Western Union is notifying some 20,000 customers of a database breach that may have compromised their personal information, according to a report published earlier today.
The thieves got names, addresses, phone numbers, and complete credit-card information by breaching a Western Union database sometime in late May, according to a July 6 letter sent to customers by James Keese, Western Union's privacy officer.
The company did not provide details on how the breach occurred, but company spokeswoman Sherry Johnson told reporters that the database was "offline" and could not have been accessed via the Western Union Website.
"We are not aware of any ID theft or any kind of fraudulent use that was made from this information," Johnson said. The FBI is investigating the incident.
The authors of the report asked customers at a New York Western Union office about the letter, but none of the individuals they interviewed had heard about the incident. No notices about the incident were posted in the office, according to the report.
Western Union has suffered security breaches before. Last August, the company notified customers of its Equity Accelerator service that their data might have been compromised through a burglary at Paymap Inc., a Western Union contractor. In September 2005, thieves made off with disks containing personal data on Equity Accelerator customers from 1999 to 2002, according to a letter from Michael Mulligan, vice president of operations at Paymap.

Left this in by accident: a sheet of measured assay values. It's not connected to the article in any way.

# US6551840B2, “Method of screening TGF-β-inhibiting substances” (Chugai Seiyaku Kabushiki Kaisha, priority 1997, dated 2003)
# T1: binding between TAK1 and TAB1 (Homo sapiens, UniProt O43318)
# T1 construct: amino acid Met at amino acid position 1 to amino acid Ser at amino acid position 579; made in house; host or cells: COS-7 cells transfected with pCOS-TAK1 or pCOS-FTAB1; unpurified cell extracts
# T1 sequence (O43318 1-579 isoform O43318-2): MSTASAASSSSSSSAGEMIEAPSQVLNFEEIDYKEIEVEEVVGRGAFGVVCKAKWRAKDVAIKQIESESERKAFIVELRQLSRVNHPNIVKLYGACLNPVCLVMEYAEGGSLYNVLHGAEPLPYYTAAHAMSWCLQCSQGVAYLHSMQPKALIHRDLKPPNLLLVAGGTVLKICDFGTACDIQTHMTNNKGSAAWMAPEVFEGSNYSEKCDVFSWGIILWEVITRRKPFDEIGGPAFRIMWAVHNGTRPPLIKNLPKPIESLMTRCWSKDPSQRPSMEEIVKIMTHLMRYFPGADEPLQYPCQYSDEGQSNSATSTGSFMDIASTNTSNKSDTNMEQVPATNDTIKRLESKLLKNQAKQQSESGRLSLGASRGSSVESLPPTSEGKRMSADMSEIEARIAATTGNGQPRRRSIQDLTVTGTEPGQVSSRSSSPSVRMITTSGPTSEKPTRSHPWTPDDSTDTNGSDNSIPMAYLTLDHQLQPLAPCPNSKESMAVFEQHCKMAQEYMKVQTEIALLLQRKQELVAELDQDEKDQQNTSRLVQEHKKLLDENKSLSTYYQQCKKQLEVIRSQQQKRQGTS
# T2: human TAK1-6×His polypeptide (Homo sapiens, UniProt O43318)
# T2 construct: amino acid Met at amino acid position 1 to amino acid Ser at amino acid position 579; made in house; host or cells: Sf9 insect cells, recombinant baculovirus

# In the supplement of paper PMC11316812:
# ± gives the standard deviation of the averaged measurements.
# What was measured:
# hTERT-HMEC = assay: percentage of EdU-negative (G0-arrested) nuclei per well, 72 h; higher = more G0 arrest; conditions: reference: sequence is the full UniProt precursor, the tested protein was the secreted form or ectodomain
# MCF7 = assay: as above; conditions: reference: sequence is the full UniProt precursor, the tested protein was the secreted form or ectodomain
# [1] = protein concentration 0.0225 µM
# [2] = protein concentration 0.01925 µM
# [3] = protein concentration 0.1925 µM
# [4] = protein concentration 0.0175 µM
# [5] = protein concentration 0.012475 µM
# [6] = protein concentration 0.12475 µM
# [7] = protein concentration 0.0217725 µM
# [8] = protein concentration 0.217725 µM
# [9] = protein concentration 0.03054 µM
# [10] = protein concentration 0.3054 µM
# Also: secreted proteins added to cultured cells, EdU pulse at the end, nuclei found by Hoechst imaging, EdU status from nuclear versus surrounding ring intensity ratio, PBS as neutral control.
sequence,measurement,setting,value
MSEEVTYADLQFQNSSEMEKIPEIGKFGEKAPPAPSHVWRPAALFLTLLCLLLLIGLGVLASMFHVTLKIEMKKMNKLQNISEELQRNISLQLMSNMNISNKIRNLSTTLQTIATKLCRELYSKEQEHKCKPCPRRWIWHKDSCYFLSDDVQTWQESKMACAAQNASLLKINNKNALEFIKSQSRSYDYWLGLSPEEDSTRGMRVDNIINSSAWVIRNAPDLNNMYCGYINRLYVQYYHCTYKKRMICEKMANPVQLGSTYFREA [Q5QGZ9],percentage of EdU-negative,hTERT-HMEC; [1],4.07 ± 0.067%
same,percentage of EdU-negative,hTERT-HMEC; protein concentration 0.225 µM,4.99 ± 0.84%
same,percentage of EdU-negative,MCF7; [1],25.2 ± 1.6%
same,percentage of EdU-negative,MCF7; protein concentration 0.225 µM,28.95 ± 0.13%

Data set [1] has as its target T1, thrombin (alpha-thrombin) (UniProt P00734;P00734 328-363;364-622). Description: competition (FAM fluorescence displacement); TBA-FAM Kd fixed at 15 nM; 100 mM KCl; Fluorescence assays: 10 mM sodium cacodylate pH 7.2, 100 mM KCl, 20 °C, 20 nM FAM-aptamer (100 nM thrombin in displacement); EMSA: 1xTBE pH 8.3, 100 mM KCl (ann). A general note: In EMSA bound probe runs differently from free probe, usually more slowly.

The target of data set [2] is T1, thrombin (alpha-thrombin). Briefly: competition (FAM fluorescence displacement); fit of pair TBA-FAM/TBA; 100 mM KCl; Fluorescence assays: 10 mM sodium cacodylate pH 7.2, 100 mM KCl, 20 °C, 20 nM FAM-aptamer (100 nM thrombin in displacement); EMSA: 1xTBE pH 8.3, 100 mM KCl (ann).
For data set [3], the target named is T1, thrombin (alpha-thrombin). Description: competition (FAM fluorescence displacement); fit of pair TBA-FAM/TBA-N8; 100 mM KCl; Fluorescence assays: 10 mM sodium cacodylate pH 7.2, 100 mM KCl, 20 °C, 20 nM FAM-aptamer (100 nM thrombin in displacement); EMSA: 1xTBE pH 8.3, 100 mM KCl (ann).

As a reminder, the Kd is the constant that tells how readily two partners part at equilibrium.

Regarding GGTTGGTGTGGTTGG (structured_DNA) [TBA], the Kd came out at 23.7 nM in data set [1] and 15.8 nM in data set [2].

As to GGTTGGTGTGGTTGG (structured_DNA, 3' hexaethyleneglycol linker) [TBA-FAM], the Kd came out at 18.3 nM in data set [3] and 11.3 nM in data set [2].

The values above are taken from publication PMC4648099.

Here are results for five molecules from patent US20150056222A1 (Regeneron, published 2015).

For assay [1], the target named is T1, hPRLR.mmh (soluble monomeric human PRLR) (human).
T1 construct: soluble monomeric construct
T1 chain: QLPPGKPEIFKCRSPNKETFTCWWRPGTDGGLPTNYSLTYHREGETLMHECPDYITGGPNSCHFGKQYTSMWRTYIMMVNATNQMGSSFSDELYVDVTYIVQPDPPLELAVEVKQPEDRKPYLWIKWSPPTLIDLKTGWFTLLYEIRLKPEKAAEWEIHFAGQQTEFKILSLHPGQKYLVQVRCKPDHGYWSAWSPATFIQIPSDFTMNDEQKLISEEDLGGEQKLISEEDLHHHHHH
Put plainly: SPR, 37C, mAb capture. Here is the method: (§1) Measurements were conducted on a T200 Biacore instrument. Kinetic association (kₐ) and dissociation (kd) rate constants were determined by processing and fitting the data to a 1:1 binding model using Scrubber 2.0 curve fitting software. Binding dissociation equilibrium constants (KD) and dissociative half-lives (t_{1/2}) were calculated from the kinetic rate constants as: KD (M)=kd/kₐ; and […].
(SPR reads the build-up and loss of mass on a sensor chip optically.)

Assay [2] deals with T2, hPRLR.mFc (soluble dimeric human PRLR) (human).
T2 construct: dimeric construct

And way back in September of 2000, Western Union was forced to shut down its Website for five days after a security breach allowed hackers to steal the credit or debit card numbers of more than 15,000 customers.
Requests for details on the breach have not been answered at this posting.
Tim Wilson, Site Editor, Dark Reading